"ThinkFast: June 3, 2009"
Vice President Cheney personally oversaw at least four secret briefings with senior members of Congress in 2005 in an effort to forcefully defend the Bush administration’s torture program. The briefings “came at some of the most critical moments for the program, as congressional oversight committees were threatening to investigate or even terminate the techniques.”
Former U.S. attorney Chris Christie won New Jersey’s Republican gubernatorial primary yesterday, beating back conservative Steve Lonegan with 55 percent of the vote. Christie will go on to face Democratic Gov. Jon Corzine in the general election.
Supreme Court nominee Sonia Sotomayor has been criticized as an “anti-gun radical” for a ruling in which she concluded that “the Second Amendment does not prevent state and local governments from restricting arms ownership.” Yesterday, however, “a panel of conservative luminaries on the U.S. Court of Appeals for the 7th Circuit reached the same conclusion.”
Meeting with Senate Democrats yesterday, President Obama “affirmed his support for the creation of a government-sponsored health insurance plan,” which he said would “help control health costs.” Obama also said “that he is willing to consider taxing employer-sponsored health benefits to help pay for a broad expansion of coverage,” despite campaign rhetoric criticizing such a move.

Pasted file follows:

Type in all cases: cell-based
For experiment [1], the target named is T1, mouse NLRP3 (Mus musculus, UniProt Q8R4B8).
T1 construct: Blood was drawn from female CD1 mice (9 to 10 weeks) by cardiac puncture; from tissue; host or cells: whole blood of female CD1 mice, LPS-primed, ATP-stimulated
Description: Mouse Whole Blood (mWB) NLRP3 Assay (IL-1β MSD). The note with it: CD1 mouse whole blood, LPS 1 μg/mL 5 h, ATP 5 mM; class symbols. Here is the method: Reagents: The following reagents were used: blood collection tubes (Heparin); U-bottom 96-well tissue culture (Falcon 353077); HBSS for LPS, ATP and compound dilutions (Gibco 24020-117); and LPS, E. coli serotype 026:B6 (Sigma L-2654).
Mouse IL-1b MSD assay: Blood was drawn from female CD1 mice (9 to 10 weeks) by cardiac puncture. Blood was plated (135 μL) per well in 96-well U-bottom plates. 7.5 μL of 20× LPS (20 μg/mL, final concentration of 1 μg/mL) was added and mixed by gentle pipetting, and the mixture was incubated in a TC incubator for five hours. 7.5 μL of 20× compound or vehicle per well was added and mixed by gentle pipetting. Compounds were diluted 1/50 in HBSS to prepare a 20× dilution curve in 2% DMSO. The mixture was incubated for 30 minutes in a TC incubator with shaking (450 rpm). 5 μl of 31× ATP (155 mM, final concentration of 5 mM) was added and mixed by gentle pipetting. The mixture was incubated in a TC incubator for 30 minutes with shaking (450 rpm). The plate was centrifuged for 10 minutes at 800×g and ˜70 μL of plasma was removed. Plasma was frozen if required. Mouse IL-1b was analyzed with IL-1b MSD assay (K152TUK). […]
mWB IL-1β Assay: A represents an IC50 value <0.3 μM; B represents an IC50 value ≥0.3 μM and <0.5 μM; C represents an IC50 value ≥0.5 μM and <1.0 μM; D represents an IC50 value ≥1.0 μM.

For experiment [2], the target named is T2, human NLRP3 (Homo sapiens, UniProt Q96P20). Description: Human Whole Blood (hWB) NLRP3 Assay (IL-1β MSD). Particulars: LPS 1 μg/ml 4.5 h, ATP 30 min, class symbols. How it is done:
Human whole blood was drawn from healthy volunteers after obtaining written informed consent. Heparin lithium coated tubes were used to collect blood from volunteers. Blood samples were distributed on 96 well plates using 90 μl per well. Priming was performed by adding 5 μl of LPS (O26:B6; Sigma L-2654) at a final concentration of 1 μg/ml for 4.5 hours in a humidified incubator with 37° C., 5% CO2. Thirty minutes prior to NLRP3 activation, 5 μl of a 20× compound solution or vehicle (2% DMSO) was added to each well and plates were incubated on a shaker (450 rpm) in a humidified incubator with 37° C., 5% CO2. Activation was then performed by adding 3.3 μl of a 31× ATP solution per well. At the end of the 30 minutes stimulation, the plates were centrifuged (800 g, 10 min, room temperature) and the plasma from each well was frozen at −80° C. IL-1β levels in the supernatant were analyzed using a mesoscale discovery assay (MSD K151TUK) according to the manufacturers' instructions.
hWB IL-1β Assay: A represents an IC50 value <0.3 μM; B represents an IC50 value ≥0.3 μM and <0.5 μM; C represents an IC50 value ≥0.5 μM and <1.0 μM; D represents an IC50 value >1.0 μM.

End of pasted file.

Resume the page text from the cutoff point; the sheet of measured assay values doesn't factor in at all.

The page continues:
Sen. Patrick Leahy (D-VT) has “offered a bill that would allow American citizens and legal immigrants to seek residency in the United States for their same-sex partners, just as spouses now petition for foreign-born husbands and wives.” Leahy said the bill — the Uniting American Families Act — “should be part of any broad immigration legislation that Congress considers.”
Lt. Gen. Stanley McChrystal, the commander of the war in Afghanistan, said yesterday that “violence and combat deaths will intensify as more U.S. troops surge into Taliban-held areas,” but added that his new strategy would put safeguarding Afghan civilians ahead of “killing insurgents.”
“A military investigation has concluded that American personnel made significant errors in carrying out some of the airstrikes in western Afghanistan on May 4 that killed dozens of Afghan civilians.” A senior American military official “said the civilian death toll would probably have been reduced if American air crews and forces on the ground had followed strict rules devised to prevent civilian casualties.”
Adm. Michael G. Mullen, the chairman of the Joint Chiefs of Staff, said yesterday that the nation must do more for the mental health of American soldiers, warning that statistics show “there are going to be more [troop] suicides this year than last.” Mullen said that “the military lacks the number of mental health professionals necessary to help returning or soon-to-deploy troops deal with the high stress of war.”
And finally: Center for American Progress speechwriter Grant Ginder released his debut novel, This Is How It Starts. “Adultery, booze, gossip, name-dropping — it’s all just part of the game,” Roll Call writes of the book.
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